Springfield, MO

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A Conversation With … Mike Kromrey on Ozarks’ water

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What is the Watershed Committee of the Ozarks?
We are a 501(c)3 nonprofit organization and our mission guides everything we do: To sustain and improve the water resources of Springfield and Greene County through education and effective management of our region’s watersheds. Simplified, our mission is to keep the water clean.

How is the Watershed Committee funded?
As a nonprofit, we have the extreme benefit of the city, county and City Utilities investing in us. Since we were formed in 1984, they have provided our operating budget, which we then leverage by applying for grants, through partnerships and fundraising efforts. Just in the last five years, for every dollar they have provided, we’ve returned $10-$15 dollars simply in grant money. Another important aspect of that is we help the city and the county meet their federally mandated water requirements.

What’s the education piece?
Most are with kids, but yesterday illustrates a good example of our professional education. We had a group of engineers out to learn about threats to our drinking water and best-management practices. We have resources available for businesses, too. We have a dynamic lunch-and-learn session. We also do Jordan Creek tours for businesses or civic groups. That’s a fascinating way to learn about water quality in our city, but also the history of our city and social problems. It’s all intertwined in the tunnels beneath our city.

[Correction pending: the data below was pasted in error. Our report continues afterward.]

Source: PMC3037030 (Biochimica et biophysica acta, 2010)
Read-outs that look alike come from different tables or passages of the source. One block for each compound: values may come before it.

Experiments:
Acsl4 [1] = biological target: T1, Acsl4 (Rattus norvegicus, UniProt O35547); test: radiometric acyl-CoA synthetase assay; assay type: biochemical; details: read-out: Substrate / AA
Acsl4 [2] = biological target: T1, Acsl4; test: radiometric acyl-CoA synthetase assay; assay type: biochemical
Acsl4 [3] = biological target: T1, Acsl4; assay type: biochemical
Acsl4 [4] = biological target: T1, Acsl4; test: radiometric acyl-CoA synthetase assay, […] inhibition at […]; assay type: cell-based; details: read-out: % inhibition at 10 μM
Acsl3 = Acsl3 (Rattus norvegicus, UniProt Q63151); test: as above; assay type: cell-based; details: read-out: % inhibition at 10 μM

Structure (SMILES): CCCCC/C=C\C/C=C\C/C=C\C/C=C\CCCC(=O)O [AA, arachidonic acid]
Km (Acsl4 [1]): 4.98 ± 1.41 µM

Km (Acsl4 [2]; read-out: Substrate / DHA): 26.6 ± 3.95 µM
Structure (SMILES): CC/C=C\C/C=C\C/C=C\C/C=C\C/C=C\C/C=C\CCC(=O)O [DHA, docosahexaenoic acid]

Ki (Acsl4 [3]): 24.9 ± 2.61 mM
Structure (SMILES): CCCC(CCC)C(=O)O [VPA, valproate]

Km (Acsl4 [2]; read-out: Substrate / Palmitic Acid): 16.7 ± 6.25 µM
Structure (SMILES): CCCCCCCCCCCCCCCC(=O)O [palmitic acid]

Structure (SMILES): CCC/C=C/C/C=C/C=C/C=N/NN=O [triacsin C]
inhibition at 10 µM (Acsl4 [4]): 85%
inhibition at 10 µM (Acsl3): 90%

Are you working to help daylight Jordan Creek?
There has been a redirective on how (U.S. Department of Housing and Urban Development) funding needs to be spent. Basically, the city needs to spend a bunch of money on shovel-ready projects very quickly. Jordan Creek daylighting, at least part of it, is one of the top projects on the list. Many community leaders really got excited about daylighting after the Greenville, South Carolina, visit. It was a keystone to that city. They resurrected their urban stream, and now it’s the pride and heart of that city. Water is vital to our economy. It is the lifeblood.

How is water the lifeblood of an economy?
The tourism – that is a huge industry in the Ozarks. People go to Taneycomo, Branson and on float trips and to Stockton Lake. They come here because of our beautiful rivers and lakes. Clean water in our environment is a huge economic engine. You can see the opposite when Lake of the Ozarks had that E. coli scare for example. They lost millions of dollars. Even the rumor of polluted water can send shockwaves through the economy.

You helped craft the city’s Field Guide 2030. Where are we headed?
There are a lot of big things on the horizon we need to be aware of: population growth and additional water supply for southwest Missouri being the biggest. Funding for stormwater and things that help keep our water clean is another continual challenge. Infrastructure across the United States is very underfunded. Even in Springfield for our stormwater and sewer infrastructure, we aspire to fund a 200-year replacement cycle – or more. I think we are trying to get it up to 150 years. That tells you we’re still, unfortunately, operating in crisis mode in some cases. The life expectancy is not 200 years, it’s 70-100 years, if you are lucky.

Mike Kromrey is executive director of the Watershed Committee of the Ozarks. He can be reached at


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